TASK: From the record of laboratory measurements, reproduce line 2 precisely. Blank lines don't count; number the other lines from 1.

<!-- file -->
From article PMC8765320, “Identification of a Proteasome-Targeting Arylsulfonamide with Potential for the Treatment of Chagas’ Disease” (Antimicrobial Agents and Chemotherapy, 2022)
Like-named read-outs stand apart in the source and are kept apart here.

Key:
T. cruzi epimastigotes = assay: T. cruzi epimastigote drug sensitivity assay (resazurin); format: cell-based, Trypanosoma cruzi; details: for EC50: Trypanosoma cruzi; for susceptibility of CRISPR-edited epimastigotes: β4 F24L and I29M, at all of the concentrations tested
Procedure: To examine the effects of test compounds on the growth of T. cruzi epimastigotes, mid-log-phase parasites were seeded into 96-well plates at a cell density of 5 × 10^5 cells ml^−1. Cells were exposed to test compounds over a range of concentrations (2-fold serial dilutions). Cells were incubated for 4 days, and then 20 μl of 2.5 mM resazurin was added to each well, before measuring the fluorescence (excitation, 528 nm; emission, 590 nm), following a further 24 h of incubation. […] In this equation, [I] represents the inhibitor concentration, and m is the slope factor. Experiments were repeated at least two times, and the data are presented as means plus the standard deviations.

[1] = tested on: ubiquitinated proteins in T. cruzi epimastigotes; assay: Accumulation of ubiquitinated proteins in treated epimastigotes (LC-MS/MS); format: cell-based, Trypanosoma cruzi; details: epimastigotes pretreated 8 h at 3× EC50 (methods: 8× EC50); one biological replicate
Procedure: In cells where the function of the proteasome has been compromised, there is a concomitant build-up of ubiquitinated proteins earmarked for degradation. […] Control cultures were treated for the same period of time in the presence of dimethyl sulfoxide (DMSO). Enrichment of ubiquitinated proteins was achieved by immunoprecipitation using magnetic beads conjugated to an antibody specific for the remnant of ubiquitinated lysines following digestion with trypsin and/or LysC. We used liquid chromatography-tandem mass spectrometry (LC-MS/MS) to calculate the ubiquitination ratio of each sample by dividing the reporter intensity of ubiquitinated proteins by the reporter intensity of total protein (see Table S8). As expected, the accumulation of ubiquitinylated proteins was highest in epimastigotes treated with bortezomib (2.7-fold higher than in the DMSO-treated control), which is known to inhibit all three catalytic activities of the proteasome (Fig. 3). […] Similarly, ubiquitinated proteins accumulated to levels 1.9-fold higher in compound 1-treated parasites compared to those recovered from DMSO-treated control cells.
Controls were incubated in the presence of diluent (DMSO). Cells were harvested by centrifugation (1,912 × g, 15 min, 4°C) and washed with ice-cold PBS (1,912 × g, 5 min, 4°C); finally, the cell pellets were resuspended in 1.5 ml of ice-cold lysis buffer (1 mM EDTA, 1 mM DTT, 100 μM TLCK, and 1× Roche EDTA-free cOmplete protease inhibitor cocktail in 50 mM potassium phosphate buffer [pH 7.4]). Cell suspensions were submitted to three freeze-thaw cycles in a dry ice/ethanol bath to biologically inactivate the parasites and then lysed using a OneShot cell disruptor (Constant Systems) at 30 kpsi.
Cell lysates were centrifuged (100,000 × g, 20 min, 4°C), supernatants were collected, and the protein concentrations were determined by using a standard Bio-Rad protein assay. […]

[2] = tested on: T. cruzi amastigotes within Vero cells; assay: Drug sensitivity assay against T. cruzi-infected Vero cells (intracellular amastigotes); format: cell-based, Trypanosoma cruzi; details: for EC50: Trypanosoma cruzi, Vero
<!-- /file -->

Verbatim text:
Like-named read-outs stand apart in the source and are kept apart here.